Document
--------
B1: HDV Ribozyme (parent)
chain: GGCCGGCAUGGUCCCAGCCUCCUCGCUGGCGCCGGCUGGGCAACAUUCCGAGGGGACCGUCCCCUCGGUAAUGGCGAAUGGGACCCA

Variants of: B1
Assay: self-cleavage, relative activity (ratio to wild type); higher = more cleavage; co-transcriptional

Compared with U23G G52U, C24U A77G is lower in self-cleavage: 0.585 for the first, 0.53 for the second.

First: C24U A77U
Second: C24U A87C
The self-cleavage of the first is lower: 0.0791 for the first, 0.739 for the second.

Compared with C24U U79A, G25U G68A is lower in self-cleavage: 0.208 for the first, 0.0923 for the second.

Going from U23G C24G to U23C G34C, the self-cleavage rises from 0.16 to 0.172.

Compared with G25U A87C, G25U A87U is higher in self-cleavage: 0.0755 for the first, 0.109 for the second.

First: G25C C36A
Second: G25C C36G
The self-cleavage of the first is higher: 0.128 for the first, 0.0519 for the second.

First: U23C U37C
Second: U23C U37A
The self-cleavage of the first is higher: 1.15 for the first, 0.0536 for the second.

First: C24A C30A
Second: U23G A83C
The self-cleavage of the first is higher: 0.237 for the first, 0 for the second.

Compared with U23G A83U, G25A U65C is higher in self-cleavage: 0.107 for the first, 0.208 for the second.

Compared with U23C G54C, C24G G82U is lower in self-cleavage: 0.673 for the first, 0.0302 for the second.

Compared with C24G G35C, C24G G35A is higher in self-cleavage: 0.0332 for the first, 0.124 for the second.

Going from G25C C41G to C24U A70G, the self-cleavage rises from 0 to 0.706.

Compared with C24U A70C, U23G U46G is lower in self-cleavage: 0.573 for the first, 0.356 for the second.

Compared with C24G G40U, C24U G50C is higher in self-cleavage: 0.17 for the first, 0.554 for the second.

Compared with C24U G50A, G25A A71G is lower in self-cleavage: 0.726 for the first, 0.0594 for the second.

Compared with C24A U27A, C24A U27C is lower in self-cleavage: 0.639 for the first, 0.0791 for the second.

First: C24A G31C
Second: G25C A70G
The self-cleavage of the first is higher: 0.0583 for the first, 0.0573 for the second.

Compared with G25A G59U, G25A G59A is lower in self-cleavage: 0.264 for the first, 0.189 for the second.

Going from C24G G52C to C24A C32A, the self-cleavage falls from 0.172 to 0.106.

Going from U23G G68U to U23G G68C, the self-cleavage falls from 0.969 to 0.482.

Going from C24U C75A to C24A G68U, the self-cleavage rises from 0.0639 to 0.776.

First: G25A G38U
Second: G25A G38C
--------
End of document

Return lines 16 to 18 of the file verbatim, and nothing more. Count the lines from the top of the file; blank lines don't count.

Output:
Second: U23C U37A
The self-cleavage of the first is higher: 1.15 for the first, 0.0536 for the second.

First: C24A C30A